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The Acute Stage: the hours and days following a brain injury
Recognize that you are already doing what you need to do by seeking reliable and relevant information. The next hours and days are critical and can affect your loved one’s recovery. There are issues that must be addressed immediately and health concerns that many people aren’t even aware of until being thrust into the world of traumatic brain injuries.
First, recognize the Center for Disease Control (CDC) reports an estimated 1.7 million people a year sustain a TBI. Of those, 1.365 million (nearly 80%) are treated and released from an emergency department and only 275,000 are hospitalized. Out of those numbers only 52,000 TBIs result in death. Half of those that do die do so within the first two hours. So, statistically speaking, if you’re loved one has made it through the early hours the odds are good. However, there are secondary conditions to be concerned about, but modern medicine can decrease or possibly prevent these complications from becoming life-threatening.
Provided there are no additional complications, the main goal of the emergency response team that arrived on the scene of the accident is to get the injured person to a Level I Trauma Center. A Level I Trauma Center is more than just an average emergency room. They meet criteria set forth by various governing agencies and typically house a trained trauma team, operating suite, imaging and laboratory facilities, trauma intensive care units, etc. 24 hours a day. They are able to handle the needs of both traumatically injured adult and pediatric patients.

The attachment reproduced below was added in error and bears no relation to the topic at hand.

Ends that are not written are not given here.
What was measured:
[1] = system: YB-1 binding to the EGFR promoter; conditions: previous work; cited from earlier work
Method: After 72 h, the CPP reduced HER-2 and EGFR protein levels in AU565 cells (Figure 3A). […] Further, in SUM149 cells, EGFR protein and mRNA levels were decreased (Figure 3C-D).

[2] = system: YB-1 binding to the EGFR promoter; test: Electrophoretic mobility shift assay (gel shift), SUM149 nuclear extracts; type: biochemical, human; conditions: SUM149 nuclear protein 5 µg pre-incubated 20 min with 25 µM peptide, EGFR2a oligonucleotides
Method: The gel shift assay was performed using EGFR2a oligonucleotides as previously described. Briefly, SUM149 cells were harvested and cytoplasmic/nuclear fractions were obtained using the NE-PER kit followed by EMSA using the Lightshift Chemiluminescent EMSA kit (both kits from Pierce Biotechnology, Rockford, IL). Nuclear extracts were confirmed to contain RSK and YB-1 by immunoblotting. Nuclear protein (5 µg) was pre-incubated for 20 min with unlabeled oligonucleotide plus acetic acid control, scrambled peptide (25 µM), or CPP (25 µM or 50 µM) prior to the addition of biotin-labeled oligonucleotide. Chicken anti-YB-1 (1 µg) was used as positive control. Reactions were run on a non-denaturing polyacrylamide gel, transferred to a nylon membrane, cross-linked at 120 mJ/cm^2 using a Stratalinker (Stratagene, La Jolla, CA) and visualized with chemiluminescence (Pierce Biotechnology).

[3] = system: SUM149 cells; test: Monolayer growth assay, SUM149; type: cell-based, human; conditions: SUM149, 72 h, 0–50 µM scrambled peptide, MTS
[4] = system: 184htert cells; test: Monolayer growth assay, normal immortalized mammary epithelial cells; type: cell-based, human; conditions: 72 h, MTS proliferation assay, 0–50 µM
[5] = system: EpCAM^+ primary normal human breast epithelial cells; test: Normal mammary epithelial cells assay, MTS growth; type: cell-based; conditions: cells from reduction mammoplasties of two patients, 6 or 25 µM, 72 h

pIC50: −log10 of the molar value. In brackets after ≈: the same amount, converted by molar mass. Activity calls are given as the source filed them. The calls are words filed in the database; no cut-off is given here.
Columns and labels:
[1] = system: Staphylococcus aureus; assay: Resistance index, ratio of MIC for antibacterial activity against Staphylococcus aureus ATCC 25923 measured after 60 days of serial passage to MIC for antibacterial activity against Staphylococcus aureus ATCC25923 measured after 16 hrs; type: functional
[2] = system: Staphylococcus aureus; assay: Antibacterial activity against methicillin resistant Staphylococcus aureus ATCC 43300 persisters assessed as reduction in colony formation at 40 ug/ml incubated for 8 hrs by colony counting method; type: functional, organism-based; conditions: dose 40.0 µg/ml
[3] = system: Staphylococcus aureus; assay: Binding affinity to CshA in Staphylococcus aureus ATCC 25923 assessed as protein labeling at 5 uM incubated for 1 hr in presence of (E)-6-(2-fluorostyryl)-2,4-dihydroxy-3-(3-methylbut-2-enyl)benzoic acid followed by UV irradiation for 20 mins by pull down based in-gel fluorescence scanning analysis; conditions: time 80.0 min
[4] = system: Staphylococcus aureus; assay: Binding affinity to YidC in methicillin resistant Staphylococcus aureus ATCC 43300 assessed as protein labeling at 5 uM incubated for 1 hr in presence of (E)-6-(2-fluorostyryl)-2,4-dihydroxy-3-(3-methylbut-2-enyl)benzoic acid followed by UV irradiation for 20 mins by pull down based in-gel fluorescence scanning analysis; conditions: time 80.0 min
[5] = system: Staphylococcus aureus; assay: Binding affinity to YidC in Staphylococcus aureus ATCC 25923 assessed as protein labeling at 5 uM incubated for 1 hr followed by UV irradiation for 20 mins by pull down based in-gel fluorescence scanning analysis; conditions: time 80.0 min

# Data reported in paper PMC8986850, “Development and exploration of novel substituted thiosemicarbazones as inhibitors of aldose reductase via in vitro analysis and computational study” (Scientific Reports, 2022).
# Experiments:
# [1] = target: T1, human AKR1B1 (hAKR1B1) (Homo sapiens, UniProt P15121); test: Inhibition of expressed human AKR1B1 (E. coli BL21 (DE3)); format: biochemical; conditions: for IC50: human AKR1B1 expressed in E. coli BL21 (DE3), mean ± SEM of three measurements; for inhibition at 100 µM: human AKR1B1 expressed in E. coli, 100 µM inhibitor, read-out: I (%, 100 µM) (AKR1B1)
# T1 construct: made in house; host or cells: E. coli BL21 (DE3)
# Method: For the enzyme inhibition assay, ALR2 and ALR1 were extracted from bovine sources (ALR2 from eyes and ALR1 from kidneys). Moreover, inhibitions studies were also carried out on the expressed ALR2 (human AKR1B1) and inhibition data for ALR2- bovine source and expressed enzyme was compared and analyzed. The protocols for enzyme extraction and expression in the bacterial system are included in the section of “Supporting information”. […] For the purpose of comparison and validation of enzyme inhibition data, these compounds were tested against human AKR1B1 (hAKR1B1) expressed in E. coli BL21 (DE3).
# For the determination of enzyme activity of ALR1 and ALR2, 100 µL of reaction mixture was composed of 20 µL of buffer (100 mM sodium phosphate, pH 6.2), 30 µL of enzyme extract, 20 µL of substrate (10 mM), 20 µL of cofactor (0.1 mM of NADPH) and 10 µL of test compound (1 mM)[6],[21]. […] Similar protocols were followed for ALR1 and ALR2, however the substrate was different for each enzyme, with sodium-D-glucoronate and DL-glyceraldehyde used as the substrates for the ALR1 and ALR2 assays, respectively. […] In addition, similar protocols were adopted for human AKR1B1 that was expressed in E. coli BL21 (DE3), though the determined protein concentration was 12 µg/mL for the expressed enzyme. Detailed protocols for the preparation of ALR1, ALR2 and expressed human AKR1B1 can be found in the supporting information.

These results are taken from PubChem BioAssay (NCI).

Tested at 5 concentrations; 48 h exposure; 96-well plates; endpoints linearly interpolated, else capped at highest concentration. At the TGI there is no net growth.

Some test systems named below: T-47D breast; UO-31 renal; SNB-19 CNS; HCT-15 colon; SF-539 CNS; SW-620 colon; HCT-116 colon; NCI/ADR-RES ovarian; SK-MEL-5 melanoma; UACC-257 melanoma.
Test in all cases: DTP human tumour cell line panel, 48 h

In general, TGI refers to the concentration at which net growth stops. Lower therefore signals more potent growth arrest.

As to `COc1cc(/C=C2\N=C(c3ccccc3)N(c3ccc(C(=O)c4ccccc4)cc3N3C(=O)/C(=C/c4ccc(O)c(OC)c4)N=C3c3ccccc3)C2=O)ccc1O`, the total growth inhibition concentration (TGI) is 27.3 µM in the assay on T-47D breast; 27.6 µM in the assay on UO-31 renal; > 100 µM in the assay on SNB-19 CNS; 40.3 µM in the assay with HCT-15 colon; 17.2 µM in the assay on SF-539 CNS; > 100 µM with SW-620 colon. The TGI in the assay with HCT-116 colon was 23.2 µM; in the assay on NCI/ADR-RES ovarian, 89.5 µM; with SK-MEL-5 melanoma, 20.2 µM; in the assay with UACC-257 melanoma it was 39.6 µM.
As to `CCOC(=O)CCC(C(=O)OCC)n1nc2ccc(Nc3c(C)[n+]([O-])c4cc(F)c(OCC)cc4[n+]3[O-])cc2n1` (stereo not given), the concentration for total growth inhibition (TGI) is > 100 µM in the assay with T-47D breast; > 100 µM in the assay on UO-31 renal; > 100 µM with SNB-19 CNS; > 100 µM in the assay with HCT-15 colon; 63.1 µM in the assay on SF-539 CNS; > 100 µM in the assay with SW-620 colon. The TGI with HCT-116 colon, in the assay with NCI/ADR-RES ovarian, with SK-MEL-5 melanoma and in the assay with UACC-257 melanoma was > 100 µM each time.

Provided the situation called for an immediate medical response, emergency management of a traumatic brain injury starts at the scene of the accident. Initial acute treatment focuses on saving the victim's life. Rescue or emergency personnel stabilize the patient by unblocking airways, assisting breathing and maintaining blood circulation. Since little can be done to reverse the initial brain damage, attempts are made to prevent further brain damage during transport to a Level I trauma center.
There is no set standard for emergent treatment of a TBI, but a neurologist or neurosurgeon will order a series of tests. Some of these may include:
• CT Scans: A CT scan is a large imaging device that slowly moves the accident victim’s body in and out of a large rotating x-ray. The x-ray creates cross-sectioned images of the brain to show fractures, bleeding in the brain (hemorrhage), blood clots (hematomas), bruised tissue (contusions), and swelling.
• MRIs: An MRI is an imaging device that uses magnetic and radio waves to create an image of the brain. Because an MRI takes much longer than a CT scan, it may not be used in emergency situations.
• PET Scan: A PET is a nuclear imaging device often used in conjunction with a CT scan or MRI to give metabolic and anatomic information. It produces a 3D image of how the brain is functioning.
• Intracranial Pressure Monitor: An intracranial pressure monitor is a probe that can help evaluate and reduce the swelling of brain tissue. By inserting the probe through the skull, doctors can sometimes drain excess fluid to reduce swelling.
• EEG: An EEG, or electroencephalogram, measures the electrical activity in the brain to see if there is an abnormal pattern activity. An EEG can see what types of seizures may be occurring, assess an accident victim’s chances of recovery after losing consciousness, discover if a comatose person may be brain dead, or generally monitor brain activity.